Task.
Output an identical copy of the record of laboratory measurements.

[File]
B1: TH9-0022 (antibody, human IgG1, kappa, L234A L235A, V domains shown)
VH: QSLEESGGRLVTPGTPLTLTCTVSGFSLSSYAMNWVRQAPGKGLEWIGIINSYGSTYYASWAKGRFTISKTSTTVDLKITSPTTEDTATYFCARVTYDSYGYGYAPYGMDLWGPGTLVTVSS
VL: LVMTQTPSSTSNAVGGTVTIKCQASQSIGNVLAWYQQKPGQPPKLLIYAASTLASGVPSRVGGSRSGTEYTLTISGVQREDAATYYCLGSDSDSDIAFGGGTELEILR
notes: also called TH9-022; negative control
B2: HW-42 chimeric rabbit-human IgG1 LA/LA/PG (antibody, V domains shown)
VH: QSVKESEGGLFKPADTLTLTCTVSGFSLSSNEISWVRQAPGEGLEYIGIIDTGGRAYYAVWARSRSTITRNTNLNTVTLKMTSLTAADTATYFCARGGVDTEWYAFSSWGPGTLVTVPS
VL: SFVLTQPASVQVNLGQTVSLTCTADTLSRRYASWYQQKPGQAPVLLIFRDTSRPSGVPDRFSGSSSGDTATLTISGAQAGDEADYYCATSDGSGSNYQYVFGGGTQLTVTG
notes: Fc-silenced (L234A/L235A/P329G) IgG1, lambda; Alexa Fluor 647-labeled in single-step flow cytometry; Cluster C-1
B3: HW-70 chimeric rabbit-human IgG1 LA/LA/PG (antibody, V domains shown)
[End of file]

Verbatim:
B1: TH9-0022 (antibody, human IgG1, kappa, L234A L235A, V domains shown)
VH: QSLEESGGRLVTPGTPLTLTCTVSGFSLSSYAMNWVRQAPGKGLEWIGIINSYGSTYYASWAKGRFTISKTSTTVDLKITSPTTEDTATYFCARVTYDSYGYGYAPYGMDLWGPGTLVTVSS
VL: LVMTQTPSSTSNAVGGTVTIKCQASQSIGNVLAWYQQKPGQPPKLLIYAASTLASGVPSRVGGSRSGTEYTLTISGVQREDAATYYCLGSDSDSDIAFGGGTELEILR
notes: also called TH9-022; negative control
B2: HW-42 chimeric rabbit-human IgG1 LA/LA/PG (antibody, V domains shown)
VH: QSVKESEGGLFKPADTLTLTCTVSGFSLSSNEISWVRQAPGEGLEYIGIIDTGGRAYYAVWARSRSTITRNTNLNTVTLKMTSLTAADTATYFCARGGVDTEWYAFSSWGPGTLVTVPS
VL: SFVLTQPASVQVNLGQTVSLTCTADTLSRRYASWYQQKPGQAPVLLIFRDTSRPSGVPDRFSGSSSGDTATLTISGAQAGDEADYYCATSDGSGSNYQYVFGGGTQLTVTG
notes: Fc-silenced (L234A/L235A/P329G) IgG1, lambda; Alexa Fluor 647-labeled in single-step flow cytometry; Cluster C-1
B3: HW-70 chimeric rabbit-human IgG1 LA/LA/PG (antibody, V domains shown)